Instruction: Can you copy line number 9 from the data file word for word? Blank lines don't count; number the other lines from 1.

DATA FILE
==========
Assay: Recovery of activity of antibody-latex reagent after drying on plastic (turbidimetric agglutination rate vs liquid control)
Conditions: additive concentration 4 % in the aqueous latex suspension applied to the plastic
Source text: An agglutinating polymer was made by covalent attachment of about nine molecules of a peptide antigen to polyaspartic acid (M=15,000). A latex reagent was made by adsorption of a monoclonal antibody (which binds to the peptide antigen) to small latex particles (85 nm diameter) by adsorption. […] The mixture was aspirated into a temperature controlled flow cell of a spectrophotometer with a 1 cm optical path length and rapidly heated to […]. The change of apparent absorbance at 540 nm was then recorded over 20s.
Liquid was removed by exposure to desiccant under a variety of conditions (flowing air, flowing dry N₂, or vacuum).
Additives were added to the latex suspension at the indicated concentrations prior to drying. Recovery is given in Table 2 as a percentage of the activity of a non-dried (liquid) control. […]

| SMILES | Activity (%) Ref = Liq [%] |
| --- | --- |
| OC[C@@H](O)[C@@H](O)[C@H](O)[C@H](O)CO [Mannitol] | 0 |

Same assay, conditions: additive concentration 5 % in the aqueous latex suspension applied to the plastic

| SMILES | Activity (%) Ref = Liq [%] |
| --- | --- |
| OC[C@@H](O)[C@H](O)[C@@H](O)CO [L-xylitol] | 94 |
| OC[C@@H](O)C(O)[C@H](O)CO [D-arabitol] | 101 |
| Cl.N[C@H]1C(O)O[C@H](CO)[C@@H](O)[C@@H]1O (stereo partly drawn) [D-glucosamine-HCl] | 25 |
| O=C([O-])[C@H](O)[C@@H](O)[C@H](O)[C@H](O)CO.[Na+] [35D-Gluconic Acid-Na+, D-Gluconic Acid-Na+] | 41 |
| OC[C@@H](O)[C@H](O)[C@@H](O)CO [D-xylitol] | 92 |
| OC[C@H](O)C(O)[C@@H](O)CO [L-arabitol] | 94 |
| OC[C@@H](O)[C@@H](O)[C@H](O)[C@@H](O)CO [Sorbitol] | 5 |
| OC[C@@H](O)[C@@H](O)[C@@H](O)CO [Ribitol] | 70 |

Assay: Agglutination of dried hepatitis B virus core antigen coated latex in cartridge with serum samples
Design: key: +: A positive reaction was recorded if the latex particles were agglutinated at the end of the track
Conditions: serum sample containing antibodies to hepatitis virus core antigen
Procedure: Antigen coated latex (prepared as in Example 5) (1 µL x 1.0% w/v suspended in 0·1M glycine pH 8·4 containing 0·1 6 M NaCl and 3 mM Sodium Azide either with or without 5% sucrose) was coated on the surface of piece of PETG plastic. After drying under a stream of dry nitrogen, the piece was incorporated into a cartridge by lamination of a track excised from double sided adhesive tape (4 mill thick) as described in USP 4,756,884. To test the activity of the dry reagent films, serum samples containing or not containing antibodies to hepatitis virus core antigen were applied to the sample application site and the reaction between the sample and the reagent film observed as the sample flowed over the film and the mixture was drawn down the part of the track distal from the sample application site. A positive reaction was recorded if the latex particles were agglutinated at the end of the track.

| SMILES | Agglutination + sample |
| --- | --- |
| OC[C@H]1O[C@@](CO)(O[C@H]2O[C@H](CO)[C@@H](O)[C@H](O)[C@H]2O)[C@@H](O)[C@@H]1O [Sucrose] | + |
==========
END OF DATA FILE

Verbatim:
Same assay, conditions: additive concentration 5 % in the aqueous latex suspension applied to the plastic